You have three straight weeks of challenging travel looming on the calendar. It’s taunting you. It knows you’re bracing for impact; that you just hope you make it through without too many issues. But that trip is still a couple of weeks away. What do you do? How do you get yourself ready for traveling in a way that isn’t your strong suit?
You take a little trip on your terms first, of course! For me, the rhythm of the coddiwomple is what lights my travel fire. There’s such freedom in travel when you’re not tied to exact timelines, reservations, and expectations. That flexibility is intoxicating.
Back in April, I had about a two-week window between spring break with the kiddos in Lake Tahoe and heading to the southeast for my intense FrankenTravel adventure. Knowing I had unusual and difficult travel ahead, I wanted to take advantage of that window to adventure on my terms—to be entirely me. I also wanted to get in some good riding, knowing I would be off the bike for several weeks.
At the get-go, hitting the road wasn’t meant to be anything other than an exploration ride to take advantage of that window and travel my way. But it ended up being so much more. A simple coddiwomple became important in unexpected ways.
As I prepared, I did some traveler soul searching. The conclusions? Many aspects of my travel life have shifted over time—the how, where, and why. Other aspects have become routine. Gradually, almost imperceptibly, I worked myself into a travel rut. Not that my travels have been unpleasant or bad, just autopilot-like—unimaginative.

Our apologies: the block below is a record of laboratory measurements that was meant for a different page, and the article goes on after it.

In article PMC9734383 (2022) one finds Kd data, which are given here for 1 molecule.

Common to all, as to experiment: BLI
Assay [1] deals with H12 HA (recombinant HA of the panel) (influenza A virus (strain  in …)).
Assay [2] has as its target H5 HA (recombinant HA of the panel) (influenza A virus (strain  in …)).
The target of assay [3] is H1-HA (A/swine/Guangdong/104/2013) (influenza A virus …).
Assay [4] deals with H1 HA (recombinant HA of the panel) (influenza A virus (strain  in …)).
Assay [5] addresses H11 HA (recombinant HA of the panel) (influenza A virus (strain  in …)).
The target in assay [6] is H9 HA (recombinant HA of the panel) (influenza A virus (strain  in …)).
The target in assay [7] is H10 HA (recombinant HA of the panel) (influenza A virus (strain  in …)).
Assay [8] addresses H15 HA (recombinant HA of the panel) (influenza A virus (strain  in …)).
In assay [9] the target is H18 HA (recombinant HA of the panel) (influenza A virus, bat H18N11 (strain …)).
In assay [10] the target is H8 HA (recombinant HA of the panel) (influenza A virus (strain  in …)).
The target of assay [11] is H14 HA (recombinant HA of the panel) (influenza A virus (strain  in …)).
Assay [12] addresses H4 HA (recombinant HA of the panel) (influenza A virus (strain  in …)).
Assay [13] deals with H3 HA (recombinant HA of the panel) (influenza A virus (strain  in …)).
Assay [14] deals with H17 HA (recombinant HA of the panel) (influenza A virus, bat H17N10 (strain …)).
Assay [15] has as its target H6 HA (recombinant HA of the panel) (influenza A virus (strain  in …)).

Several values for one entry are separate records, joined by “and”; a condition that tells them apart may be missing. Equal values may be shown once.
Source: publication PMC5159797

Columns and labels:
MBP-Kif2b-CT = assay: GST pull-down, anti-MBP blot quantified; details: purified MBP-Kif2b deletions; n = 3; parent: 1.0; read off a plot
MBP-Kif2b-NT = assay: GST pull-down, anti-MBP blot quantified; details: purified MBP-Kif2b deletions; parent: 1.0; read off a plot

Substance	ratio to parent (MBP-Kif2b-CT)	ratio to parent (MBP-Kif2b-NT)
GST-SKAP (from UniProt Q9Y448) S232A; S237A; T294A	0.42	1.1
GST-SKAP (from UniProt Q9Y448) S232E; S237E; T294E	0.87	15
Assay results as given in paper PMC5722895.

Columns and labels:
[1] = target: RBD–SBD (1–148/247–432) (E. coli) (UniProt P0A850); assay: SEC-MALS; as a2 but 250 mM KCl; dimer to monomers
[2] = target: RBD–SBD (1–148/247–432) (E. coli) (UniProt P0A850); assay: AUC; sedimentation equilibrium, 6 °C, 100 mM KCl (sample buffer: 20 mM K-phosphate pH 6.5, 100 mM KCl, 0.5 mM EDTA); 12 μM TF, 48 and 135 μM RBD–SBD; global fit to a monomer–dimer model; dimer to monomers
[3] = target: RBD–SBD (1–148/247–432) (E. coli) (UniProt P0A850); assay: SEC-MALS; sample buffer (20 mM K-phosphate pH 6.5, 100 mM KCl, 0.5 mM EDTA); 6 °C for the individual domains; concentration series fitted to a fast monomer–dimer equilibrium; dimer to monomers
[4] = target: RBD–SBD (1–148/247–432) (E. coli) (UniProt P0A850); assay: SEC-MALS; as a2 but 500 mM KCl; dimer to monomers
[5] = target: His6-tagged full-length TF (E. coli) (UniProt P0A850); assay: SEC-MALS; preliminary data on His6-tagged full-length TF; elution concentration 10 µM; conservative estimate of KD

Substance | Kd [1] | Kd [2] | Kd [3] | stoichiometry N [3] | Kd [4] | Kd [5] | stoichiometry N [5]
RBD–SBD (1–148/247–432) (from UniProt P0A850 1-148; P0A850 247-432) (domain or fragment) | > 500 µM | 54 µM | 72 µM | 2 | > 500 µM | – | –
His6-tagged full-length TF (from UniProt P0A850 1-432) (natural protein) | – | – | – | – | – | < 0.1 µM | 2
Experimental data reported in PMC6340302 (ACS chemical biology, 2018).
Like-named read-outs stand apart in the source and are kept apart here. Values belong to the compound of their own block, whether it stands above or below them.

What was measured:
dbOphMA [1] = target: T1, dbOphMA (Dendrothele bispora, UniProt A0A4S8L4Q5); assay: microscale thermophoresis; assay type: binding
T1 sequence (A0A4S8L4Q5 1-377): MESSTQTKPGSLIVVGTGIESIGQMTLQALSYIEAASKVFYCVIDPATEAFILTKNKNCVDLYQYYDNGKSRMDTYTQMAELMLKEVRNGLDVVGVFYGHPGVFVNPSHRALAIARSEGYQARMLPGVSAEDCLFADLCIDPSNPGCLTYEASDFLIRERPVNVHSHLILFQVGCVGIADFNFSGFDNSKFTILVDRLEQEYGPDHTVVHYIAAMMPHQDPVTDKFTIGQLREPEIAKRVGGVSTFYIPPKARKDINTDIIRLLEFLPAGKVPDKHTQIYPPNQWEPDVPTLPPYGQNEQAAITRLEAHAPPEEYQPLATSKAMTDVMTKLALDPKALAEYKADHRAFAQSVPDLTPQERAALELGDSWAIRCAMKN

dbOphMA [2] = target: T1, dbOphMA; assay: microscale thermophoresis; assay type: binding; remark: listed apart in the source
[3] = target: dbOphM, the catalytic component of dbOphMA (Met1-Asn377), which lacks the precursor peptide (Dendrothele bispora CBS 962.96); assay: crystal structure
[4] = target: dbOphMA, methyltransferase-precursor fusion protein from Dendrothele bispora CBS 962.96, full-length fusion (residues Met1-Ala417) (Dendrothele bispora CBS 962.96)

Clearly, I needed to shake up my mini-adventures. So in the course of this little eight-day jaunt, I did some new things, refreshed some dusty skills, and identified problem areas I need to refine. In this April Escape series, I’ll share those thoughts and tales. For now, though, the bones of this trip are where it all began.
Issue #1 – When
I had a two-week window but I couldn’t dedicate that entire time to travel. I had to pick about nine to 10 days. That became difficult with my dear man having a previous commitment right smack in the middle of the available time. While it added some complication, it was clear we were going to have to split up this adventure. Either we would start off together and have him return home before me, or I would have to start off without him and he would catch up. After much discussion of all of the pros, cons, and considerations, we opted for him to meet up with me. No set time or place, just a vague notion that we’d figure it out based upon weather and where I was by that time.
Issue #2 – Where
Originally I wanted to poke around southern Nevada and explore the cluster of state parks there. The weather laughed at me. Forecasts of sustained 30-mph winds in the area filled my entire travel window. As I shifted my gaze around the state in search of a different general direction, but hoping to stay in Nevada, there was simply no place the winds or temperatures would be agreeable for a motorcyclist.